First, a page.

December 8, 2022

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High blood pressure may accelerate bone aging

High blood pressure may accelerate bone aging



 

High blood pressure may accelerate bone aging

Young mice with high blood pressure exhibit similar bone loss and osteoporosis-related bone damage as older mice , according to a recent study presented at the American Heart Association’s 2022 Hypertension Scientific Sessions .

Hypertension and osteoporosis are common conditions, and individuals may have both.

The study’s researchers investigated inflammation associated with high blood pressure in mice and found that it may be linked to osteoporosis.

 

High blood pressure may accelerate bone aging

 

 

“The bone marrow is where new bone and new immune cells are produced. We suspect that more pro-inflammatory immune cells in the bone marrow may lead to bone damage and make it weaker,” said study lead author, Vanderbilt University Biomedical Sciences Engineering doctoral candidate Elizabeth Maria Hennen said. “By understanding how high blood pressure contributes to osteoporosis, we may be able to reduce the risk of osteoporosis and better protect people from fragility fractures and reduced quality of life later in life.”

 

To investigate the potential link between high blood pressure and bone aging, the researchers compared artificially-induced young mice with older mice without high blood pressure.

According to Hennen, the older mice were 47 to 56 years old in humans, and the younger mice were between 20 and 30 years old. Twelve young (4-month-old) mice were injected with angiotensin II, a hormone that increases blood pressure.

For six weeks, young mice were given 490 ng/kg of angiotensin II. A group of 11 older mice (16 months old) were also given 490 ng/kg of angiotensin II for six weeks. Two control groups of 13 young and 9 old mice were injected with a buffer solution without angiotensin II, and these animals did not develop an increase in blood pressure.

 

After six weeks, the scientists analyzed the bones of all four groups of mice using micro-computed tomography, an advanced imaging technique.

Bone strength and density are used to determine bone health. Mathematical algorithms were used to assess the potential effects of hypertension and aging on the microstructure and strength of mouse bone.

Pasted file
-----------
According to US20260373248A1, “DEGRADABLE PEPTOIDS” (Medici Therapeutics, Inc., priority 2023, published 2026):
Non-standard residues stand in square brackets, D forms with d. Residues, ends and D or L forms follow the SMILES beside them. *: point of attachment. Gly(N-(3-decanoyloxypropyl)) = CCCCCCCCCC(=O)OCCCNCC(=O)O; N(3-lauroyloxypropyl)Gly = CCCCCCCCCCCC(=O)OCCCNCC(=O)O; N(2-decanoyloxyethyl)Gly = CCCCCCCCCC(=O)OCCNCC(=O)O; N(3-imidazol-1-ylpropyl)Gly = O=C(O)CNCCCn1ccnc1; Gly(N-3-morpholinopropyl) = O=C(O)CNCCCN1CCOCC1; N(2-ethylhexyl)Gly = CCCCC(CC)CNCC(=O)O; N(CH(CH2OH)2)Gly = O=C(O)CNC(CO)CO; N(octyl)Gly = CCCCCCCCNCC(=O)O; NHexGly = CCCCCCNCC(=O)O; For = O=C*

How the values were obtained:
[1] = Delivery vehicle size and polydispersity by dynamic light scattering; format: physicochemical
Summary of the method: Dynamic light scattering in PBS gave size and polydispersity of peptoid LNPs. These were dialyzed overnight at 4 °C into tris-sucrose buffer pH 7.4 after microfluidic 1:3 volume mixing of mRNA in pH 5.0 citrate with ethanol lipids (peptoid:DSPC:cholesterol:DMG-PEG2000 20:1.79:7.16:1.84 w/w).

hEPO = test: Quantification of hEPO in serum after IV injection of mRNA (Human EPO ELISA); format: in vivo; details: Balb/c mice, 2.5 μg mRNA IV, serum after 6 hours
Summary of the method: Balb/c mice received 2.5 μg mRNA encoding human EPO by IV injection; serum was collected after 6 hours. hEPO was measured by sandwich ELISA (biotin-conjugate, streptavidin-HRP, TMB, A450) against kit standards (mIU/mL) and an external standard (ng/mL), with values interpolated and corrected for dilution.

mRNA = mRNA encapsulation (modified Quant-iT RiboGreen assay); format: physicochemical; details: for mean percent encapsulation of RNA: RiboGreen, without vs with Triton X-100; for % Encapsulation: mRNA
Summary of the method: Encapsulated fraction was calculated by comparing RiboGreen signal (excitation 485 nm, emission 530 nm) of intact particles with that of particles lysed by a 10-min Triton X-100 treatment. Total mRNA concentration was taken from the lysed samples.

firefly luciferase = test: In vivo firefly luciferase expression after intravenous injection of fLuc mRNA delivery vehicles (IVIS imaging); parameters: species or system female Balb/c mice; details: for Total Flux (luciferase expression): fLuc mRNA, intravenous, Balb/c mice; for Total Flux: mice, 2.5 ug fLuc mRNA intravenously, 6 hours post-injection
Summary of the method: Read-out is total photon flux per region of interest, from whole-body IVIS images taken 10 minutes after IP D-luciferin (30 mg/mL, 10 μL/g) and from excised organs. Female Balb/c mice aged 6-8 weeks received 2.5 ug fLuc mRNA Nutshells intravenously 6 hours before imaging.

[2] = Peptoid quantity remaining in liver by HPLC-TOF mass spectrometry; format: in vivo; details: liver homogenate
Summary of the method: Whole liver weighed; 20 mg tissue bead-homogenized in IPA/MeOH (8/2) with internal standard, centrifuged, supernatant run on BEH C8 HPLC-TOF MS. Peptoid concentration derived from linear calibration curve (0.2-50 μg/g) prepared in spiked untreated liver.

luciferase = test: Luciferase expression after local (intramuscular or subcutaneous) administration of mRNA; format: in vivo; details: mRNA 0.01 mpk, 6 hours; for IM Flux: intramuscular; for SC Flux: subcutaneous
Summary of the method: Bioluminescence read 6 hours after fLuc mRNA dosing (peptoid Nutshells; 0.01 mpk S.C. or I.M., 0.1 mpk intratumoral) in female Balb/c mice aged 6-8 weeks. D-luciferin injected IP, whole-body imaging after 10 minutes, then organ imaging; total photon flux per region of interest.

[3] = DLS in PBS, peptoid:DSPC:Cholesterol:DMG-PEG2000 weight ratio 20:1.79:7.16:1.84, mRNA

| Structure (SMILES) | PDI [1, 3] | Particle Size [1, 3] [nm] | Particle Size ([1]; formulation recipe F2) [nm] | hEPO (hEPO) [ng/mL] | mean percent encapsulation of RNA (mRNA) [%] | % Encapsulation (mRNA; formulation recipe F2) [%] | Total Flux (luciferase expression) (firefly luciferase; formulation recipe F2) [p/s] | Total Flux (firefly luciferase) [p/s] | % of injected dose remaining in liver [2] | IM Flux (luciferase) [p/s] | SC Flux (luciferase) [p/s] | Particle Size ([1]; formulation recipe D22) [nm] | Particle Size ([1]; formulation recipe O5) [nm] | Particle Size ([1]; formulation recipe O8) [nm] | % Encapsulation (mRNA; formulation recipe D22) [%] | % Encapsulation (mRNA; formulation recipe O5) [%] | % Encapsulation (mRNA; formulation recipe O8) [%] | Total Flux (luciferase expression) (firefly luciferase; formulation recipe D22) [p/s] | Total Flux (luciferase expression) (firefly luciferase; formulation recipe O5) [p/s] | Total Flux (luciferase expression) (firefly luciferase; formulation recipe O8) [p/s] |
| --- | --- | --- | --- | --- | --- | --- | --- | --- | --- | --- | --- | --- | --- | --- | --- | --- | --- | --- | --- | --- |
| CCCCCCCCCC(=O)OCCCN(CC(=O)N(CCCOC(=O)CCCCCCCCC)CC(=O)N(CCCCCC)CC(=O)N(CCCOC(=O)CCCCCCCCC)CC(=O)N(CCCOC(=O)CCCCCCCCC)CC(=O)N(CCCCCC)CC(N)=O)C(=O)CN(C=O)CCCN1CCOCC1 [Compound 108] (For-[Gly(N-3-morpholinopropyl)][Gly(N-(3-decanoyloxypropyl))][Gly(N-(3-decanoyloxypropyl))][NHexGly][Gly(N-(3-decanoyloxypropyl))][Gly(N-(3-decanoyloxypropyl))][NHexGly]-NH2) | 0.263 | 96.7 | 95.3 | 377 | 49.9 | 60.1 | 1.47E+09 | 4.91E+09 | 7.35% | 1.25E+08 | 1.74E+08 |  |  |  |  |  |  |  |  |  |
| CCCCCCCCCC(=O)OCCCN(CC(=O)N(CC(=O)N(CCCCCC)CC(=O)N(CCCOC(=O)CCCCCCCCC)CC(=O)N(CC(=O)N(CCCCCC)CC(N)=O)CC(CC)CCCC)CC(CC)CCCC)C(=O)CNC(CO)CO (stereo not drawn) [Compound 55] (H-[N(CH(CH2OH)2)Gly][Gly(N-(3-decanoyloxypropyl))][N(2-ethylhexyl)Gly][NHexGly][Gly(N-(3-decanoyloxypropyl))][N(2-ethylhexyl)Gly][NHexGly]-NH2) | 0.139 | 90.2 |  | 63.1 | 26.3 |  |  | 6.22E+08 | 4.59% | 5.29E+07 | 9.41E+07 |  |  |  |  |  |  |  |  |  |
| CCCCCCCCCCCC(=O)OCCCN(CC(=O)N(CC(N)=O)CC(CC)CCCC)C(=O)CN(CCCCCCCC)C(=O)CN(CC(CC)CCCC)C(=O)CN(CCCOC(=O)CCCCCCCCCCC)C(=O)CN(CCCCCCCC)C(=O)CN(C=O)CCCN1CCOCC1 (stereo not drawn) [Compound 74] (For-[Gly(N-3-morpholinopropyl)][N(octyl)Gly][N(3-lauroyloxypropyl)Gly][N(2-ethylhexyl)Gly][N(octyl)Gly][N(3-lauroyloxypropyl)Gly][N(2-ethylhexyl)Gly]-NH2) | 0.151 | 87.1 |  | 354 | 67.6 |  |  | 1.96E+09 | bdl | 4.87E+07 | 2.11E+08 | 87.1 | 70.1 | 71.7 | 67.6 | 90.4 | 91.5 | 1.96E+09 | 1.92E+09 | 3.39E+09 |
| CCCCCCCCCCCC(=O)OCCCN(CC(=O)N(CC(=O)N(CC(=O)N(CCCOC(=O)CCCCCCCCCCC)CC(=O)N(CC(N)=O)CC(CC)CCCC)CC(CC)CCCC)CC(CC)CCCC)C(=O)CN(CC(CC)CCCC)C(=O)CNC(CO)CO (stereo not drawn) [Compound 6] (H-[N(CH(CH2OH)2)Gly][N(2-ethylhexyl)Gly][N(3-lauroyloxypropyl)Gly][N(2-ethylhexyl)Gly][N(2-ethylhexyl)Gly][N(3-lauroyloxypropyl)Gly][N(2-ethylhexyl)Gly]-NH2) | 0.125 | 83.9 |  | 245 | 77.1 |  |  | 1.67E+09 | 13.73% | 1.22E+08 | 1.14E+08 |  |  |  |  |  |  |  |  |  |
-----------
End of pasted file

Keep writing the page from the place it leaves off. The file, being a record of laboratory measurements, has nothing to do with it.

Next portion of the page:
The study found that young mice with induced hypertension had a significant 24% reduction in bone volume fraction and reduced thickness of the spongy bone trabeculae at the ends of long bones such as the femur and spine, compared with young mice without hypertension.

18%, and an estimated 34% reduction in failure force, which refers to the ability of a bone to withstand different types of forces.

 

“Failure translates into weaker bones,” Hennen said. “In the spine, weak bones can lead to later vertebral fractures.”

 

In contrast, aged mice that received an angiotensin-II infusion did not show similar bone loss. During the study period, however, aged mice showed similar bone loss to hypertensive young mice, regardless of whether they had hypertension.

 

“In these mice, high blood pressure at a young age basically aged the bones as if they were 15-25 years older,” Hennen said.

 

To assess the effect of inflammation on bone health in mice, the researchers analyzed bone marrow using flow cytometry.

This tool allows researchers to identify individual cells and isolate specific immune cells.

In young mice with high blood pressure, they found increased numbers of inflammatory signaling molecules, indicating increased inflammation in the bones compared to young mice that did not receive angiotensin II.

 

“This increase in active immune cells tells us that older mice are more prone to inflammation overall, and that a persistent inflammatory state may have an impact on bone health whether they have high blood pressure or not,” Hennen said.

“In young mice with high blood pressure, it appears that high blood pressure is adjusting the bone remodeling process in the direction of bone loss, rather than bone gain or bone balance.As a result, the bones become weaker, lead to an increased risk of osteoporosis and fragility fractures. In humans, this may mean that we should screen hypertensive patients for osteoporosis.”

 

The findings may help researchers identify immune cells and mechanisms that play a role in human bone health, Hennen added.

This depth of knowledge could lead to new ways to prevent osteoporosis in early adulthood.

 

Limitations of the study include that it is only descriptive, so additional research is needed to investigate how different types of immune cells specifically contribute to bone loss.

Furthermore, it is not known whether a similar link exists in humans, so similar studies in humans are needed to confirm these findings.

 

 

 

High blood pressure may accelerate bone aging

(source:internet, reference only)


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